Melissa McMullan and Joanna Cobley. “Lessons in Ephemera: Teaching and Learning through Cultural Heritage Collections.”
Colleen Hoelscher and Sarah Burke Cahalan. “Rethinking Special Collections Moves as Opportunities, not Obstacles.”
Jennifer K. Sheehan. Michelle Levy and Tom Mole. The Broadview Introduction to Book History.
Eric C. Stoykovich. Science in the Archives: Pasts, Presents, Futures. Lorraine Daston, ed.
The November 2017 issue of C&RL News is now freely available online. The continued focus on the accuracy of information in both traditional and social media provides an important opportunity for academic and research librarians to provide information literacy instruction that is meaningful to students beyond their classroom assignments. In their article “Says who?” librarians from Aquinas College provide insight into a variety of classroom approaches to addressing “fake news” with undergraduate students.
Librarians at the University of California-Merced took a variety of approaches to highlighting media literacy on campus, including a library exhibit, faculty workshop, special events, and a social media outreach campaign. Sara Davidson Squibb writes about their efforts in her article “Be aware: Elevate your news evaluation.”
The ACRL Publications Coordinating Committee recently conducted a demographic survey of ACRL’s editorial boards as part of their committee workplan. Emily Ford, Wendi Arant Kaspar, and Peggy Seiden discuss the results of the survey in “Diversity of ACRL publications, editorial board demographics.”
In this issue’s Scholarly Communication article, ACRL President Cheryl A. Middleton discusses “Closing the divide” between subject and scholarly communication librarians to help reach common campus goals around open access and other scholarly communication issues.
Librarians continue to use the ACRL Framework for Information Literacy in creative ways. Four art and design librarians from different institutions write about their collaborative efforts to apply the Framework to Studio Art classes in their article “CREATE.”
Make sure to check out the other features and departments this month, including a look at applying user experience design principles to library signage, Internet Resources on “Community engagement in higher education” by Anne Marie Gruber, a The Way I See It essay on “Reference, reading, and nonreading” by Evan F. Kuehn, a preview of the November issue of College & Research Libraries in the C&RL Spotlight department, and the ACRL 2019 Call for Participation.
ACRL announces the publication of Undergraduate Research and the Academic Librarian: Case Studies and Best Practices, edited by Merinda Kaye Hensley and Stephanie Davis-Kahl. In 25 chapters featuring 60 expert contributors, Undergraduate Research and the Academic Librarian is a detailed guide to how librarians can help students go beyond a foundation of information literacy toward advanced research and information management skills, and align the library with institutional goals of engagement and retention.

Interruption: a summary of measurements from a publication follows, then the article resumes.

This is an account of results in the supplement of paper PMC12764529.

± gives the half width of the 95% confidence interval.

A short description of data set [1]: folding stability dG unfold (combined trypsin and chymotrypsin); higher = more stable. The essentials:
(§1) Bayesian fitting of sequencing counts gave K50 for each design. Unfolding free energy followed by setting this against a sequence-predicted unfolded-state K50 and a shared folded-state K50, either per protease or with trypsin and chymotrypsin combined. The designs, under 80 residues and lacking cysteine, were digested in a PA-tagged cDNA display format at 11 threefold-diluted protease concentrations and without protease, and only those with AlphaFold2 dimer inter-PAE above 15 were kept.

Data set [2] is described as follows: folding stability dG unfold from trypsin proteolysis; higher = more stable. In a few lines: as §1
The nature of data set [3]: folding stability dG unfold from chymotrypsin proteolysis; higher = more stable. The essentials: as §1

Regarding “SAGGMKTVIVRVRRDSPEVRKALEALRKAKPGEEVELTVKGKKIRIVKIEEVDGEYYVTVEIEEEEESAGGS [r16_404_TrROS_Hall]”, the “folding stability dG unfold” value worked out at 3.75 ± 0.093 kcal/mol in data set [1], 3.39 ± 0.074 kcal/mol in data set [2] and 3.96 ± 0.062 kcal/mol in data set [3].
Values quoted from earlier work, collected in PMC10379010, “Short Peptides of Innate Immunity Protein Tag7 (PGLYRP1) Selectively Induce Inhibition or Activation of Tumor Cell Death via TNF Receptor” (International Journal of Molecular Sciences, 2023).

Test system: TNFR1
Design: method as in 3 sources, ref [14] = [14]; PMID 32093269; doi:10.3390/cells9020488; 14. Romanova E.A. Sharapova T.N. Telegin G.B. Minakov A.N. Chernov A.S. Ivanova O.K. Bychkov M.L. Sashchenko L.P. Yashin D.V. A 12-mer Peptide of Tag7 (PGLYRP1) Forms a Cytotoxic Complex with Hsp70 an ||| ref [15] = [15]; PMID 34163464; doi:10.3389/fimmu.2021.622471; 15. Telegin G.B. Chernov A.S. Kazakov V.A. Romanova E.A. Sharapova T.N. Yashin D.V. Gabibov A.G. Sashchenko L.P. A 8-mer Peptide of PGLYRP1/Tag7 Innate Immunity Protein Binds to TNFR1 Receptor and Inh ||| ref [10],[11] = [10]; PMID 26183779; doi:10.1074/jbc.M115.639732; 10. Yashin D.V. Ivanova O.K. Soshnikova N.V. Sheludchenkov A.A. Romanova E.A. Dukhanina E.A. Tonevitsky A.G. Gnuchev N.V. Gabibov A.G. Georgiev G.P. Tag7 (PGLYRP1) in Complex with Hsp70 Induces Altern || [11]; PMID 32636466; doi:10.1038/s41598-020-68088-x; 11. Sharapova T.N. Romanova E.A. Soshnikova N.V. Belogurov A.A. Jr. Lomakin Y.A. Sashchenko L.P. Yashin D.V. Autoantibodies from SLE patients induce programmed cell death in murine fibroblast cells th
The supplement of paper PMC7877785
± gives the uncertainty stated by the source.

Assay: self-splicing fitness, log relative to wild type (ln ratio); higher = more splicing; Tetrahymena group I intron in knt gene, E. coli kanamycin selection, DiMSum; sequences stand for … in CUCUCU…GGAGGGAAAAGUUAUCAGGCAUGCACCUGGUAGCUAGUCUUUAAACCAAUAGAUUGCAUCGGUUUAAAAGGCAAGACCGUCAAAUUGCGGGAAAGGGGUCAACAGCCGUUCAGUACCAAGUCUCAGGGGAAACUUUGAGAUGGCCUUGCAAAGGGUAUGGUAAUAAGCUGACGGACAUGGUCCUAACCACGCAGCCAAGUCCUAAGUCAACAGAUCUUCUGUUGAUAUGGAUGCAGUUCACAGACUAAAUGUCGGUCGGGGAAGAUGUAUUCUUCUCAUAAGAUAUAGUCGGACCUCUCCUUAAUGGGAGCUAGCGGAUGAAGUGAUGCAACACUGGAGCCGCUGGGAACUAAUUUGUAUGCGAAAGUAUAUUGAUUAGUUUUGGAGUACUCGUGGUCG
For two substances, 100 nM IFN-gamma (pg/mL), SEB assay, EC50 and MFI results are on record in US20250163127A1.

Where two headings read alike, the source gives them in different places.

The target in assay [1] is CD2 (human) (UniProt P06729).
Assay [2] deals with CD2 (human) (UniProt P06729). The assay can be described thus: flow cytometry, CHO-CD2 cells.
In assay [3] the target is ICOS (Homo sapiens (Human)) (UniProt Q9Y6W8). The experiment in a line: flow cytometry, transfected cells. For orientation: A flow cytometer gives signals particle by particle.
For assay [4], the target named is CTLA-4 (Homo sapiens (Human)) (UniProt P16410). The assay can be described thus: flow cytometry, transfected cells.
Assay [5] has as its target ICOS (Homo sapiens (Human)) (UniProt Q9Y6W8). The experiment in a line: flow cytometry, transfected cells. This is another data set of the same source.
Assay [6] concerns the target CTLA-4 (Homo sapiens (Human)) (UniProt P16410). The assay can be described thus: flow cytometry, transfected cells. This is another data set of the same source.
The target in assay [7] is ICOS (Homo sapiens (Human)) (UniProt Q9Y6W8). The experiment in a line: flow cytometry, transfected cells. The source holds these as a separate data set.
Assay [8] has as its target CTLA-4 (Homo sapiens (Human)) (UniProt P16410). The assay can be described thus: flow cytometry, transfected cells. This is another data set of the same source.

Undergraduate research is often conflated with standard end-of-semester research papers, featuring APA style bibliographies and a certain number of sources. But in fact, undergraduate research is one of several high-impact educational practices identified by George Kuh and the Association of American Colleges & Universities, and is increasingly seen as a vital part of the undergraduate experience. Research helps students connect the dots between their interests, general education courses, writing requirements, and major coursework, and increases learning, retention, enrollment in graduate education, and engagement in future work.
Undergraduate Research and the Academic Librarian explores the strategic new services and cross-departmental collaborations academic libraries are creating to support research: publishing services, such as institutional repositories and undergraduate research journals; data services; copyright services; poster printing and design; specialized space; digital scholarship services; awards; and much more. These programs can be from any discipline, can be interdisciplinary, can be any high-impact format, and can reflect upon an institution’s own history, traditions, and tensions.
As higher education becomes more competitive—for dollars, for students, for grant money, for resources in general—institutions will need to increase their development of programs that provide the experiential and deep learning, and increased engagement, that research provides. The scholarly and extracurricular experiences of college are increasingly becoming a major part of marketing college education. Beyond the one-shot, beyond course-integrated instruction, Undergraduate Research and the Academic Librarian examines how the structures that undergird undergraduate research, such as the library, can become part of the core infrastructure of the undergraduate experience.
Undergraduate Research and the Academic Librarian is available for purchase in print and as an ebook through the ALA Online Store; in print through Amazon.com; and by telephone order at (866) 746-7252 in the U.S. or (770) 442-8633 for international customers.